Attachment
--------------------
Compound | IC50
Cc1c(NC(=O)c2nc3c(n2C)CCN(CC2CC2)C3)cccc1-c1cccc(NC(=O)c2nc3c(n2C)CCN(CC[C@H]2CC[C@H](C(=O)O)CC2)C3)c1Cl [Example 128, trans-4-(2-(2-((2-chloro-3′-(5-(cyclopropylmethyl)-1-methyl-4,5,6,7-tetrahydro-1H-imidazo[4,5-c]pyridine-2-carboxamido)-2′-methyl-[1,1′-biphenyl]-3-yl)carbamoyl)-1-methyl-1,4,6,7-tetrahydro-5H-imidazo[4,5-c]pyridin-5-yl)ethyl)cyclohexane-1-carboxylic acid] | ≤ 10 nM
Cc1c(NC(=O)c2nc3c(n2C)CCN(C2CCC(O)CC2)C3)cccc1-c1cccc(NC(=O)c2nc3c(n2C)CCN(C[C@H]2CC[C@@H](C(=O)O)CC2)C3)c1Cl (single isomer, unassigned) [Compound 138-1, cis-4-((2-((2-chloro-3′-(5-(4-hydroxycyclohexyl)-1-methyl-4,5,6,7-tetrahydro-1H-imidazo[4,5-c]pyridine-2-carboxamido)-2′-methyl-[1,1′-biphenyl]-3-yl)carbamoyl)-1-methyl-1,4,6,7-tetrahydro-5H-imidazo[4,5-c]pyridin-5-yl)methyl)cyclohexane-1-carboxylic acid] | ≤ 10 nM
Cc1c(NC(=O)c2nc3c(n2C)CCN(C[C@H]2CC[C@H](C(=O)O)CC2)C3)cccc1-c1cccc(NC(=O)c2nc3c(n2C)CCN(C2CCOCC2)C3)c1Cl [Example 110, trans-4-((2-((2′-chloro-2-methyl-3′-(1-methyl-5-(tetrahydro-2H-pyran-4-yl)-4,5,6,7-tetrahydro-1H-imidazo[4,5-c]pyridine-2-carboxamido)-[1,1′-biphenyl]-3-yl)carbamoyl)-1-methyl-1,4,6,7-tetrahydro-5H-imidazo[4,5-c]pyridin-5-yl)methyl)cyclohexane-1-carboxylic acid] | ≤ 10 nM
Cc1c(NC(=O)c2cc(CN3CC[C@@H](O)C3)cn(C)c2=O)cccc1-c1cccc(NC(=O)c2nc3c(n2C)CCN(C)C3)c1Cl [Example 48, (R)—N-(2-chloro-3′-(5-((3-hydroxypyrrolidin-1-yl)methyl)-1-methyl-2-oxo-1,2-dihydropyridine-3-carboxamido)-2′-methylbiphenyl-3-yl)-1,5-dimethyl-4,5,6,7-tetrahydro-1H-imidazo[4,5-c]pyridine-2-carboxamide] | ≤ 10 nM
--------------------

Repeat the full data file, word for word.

Compound | IC50
Cc1c(NC(=O)c2nc3c(n2C)CCN(CC2CC2)C3)cccc1-c1cccc(NC(=O)c2nc3c(n2C)CCN(CC[C@H]2CC[C@H](C(=O)O)CC2)C3)c1Cl [Example 128, trans-4-(2-(2-((2-chloro-3′-(5-(cyclopropylmethyl)-1-methyl-4,5,6,7-tetrahydro-1H-imidazo[4,5-c]pyridine-2-carboxamido)-2′-methyl-[1,1′-biphenyl]-3-yl)carbamoyl)-1-methyl-1,4,6,7-tetrahydro-5H-imidazo[4,5-c]pyridin-5-yl)ethyl)cyclohexane-1-carboxylic acid] | ≤ 10 nM
Cc1c(NC(=O)c2nc3c(n2C)CCN(C2CCC(O)CC2)C3)cccc1-c1cccc(NC(=O)c2nc3c(n2C)CCN(C[C@H]2CC[C@@H](C(=O)O)CC2)C3)c1Cl (single isomer, unassigned) [Compound 138-1, cis-4-((2-((2-chloro-3′-(5-(4-hydroxycyclohexyl)-1-methyl-4,5,6,7-tetrahydro-1H-imidazo[4,5-c]pyridine-2-carboxamido)-2′-methyl-[1,1′-biphenyl]-3-yl)carbamoyl)-1-methyl-1,4,6,7-tetrahydro-5H-imidazo[4,5-c]pyridin-5-yl)methyl)cyclohexane-1-carboxylic acid] | ≤ 10 nM
Cc1c(NC(=O)c2nc3c(n2C)CCN(C[C@H]2CC[C@H](C(=O)O)CC2)C3)cccc1-c1cccc(NC(=O)c2nc3c(n2C)CCN(C2CCOCC2)C3)c1Cl [Example 110, trans-4-((2-((2′-chloro-2-methyl-3′-(1-methyl-5-(tetrahydro-2H-pyran-4-yl)-4,5,6,7-tetrahydro-1H-imidazo[4,5-c]pyridine-2-carboxamido)-[1,1′-biphenyl]-3-yl)carbamoyl)-1-methyl-1,4,6,7-tetrahydro-5H-imidazo[4,5-c]pyridin-5-yl)methyl)cyclohexane-1-carboxylic acid] | ≤ 10 nM
Cc1c(NC(=O)c2cc(CN3CC[C@@H](O)C3)cn(C)c2=O)cccc1-c1cccc(NC(=O)c2nc3c(n2C)CCN(C)C3)c1Cl [Example 48, (R)—N-(2-chloro-3′-(5-((3-hydroxypyrrolidin-1-yl)methyl)-1-methyl-2-oxo-1,2-dihydropyridine-3-carboxamido)-2′-methylbiphenyl-3-yl)-1,5-dimethyl-4,5,6,7-tetrahydro-1H-imidazo[4,5-c]pyridine-2-carboxamide] | ≤ 10 nM